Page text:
“The more hands on the experience, the more excited students will be about the learning. The more minds-on the experience, the deeper the understanding will become.”
How do we design experiences for students that are both hands-on and minds-on? The Next Generation Science Standards provides us with a beautiful vision for science education for all students obtained by engaging in the Science and Engineering practices and applying Cross-cutting Concepts to gain an understanding of Disciplinary Core Ideas. This 3- Dimensional Learning (the blending of the three dimensions of Disciplinary Core Ideas, Science and Engineering Practices, and Crosscutting Concepts driving both the instructional progression and the assessment) is the most significant way that the NGSS differs from prior standards and is thus a challenge for many teachers. In the NGSS, the 3 -Dimensional Learning in the classroom leads to proficiency demonstrated in the Performance Expectations. This blog uses a learning progression around Performance Expectations LS1-2 and LS1-3 as a context for sharing thinking around how NGSS 3- Dimensional Learning can provide students with hands-on minds-on experiences that lead to engagement and understanding.
This summer, I transitioned from focusing on understanding the Next Generation Science Standards to focusing on understanding how to translate the NGSS into student learning within my classroom. I developed a unit, Introduction to Anatomy and Physiology: Systems, Subsystems, and Balance: Conceptualizing a Single System, to serve as the foundation for my course and the start of our NGSS road together. I designed the learning progression around this core principles:
- All NGSS aligned instruction must have students working to explain a phenomenon or solve a problem.
- Understanding develops as learners make new connections between their prior knowledge and the new experience. Understanding is built over time with each new experience. This evolution is ongoing and flexible.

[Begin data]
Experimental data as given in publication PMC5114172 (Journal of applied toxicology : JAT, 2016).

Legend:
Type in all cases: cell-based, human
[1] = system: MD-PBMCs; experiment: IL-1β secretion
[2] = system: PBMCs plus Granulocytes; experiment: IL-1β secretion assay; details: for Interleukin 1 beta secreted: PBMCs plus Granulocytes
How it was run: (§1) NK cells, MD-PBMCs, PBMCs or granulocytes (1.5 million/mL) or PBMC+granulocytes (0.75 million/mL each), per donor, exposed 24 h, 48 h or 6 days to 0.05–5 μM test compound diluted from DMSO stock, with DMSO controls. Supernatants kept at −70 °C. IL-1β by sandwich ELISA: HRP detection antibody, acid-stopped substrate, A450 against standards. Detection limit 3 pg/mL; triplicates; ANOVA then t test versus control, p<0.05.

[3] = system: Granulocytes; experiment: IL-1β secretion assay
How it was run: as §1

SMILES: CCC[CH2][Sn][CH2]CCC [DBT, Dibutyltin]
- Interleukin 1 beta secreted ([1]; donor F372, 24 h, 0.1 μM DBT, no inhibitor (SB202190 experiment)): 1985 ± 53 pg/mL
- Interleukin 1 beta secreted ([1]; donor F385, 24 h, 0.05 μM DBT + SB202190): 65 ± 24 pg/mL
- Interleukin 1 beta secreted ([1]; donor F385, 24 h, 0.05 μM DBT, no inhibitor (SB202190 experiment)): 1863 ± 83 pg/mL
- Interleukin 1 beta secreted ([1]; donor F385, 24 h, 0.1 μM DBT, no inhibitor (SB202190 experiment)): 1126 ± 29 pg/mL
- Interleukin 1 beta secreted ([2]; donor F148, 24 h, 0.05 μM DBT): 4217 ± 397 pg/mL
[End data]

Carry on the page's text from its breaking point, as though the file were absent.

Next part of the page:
Making the unit’s center an evidence-based explanation of a phenomenon and student’s building/revising understanding of the science needed to communicate this explanation over time is key to designing a unit storyline that exemplifies 3-dimension learning while providing coherence between learning experiences. The progressions of these learning experiences involved a deliberate planned iteration of:
Exploration- learner actively constructing understanding
Reflection- making internal connection as well as external sharing of the experience through discussion and feedback
Extension– transferring understanding to a new context/ cements the experience and leads to deep understanding of the core ideas
The Exploration is Hands-on. The Reflection is minds-on. The Extension gives students the opportunity to transfer knowledge gained from these stages to a new context leading to deep understanding.
Over the next month, I will share a blog reflection around how each of the critical elements listed above were integrated into my unit plan. My hope is that by making my thinking public and sharing my unit, I can receive feedback from the Science education community so I can grow in my capacity to design NGSS experiences for my students. I also hope that my reflections may support others on their NGSS journey and contribute to the collective conversation and effort to shift science education to prepare our students for career, college and life.
The framework and NGSS can provide us with a beautiful vision. It is the work of classroom teachers and those that support classroom learning that makes the vision come to fruition. Teachers sharing classroom stories and practical applications of the standards are the impetus that leads to improved science practice for all.
Please support my growth by providing feedback on my unit and my blog reflections and consider sharing your classroom stories, instructional and assessment designs, and reflections around the NGSS with me and the NGSS PLN so you can move our learning and thinking.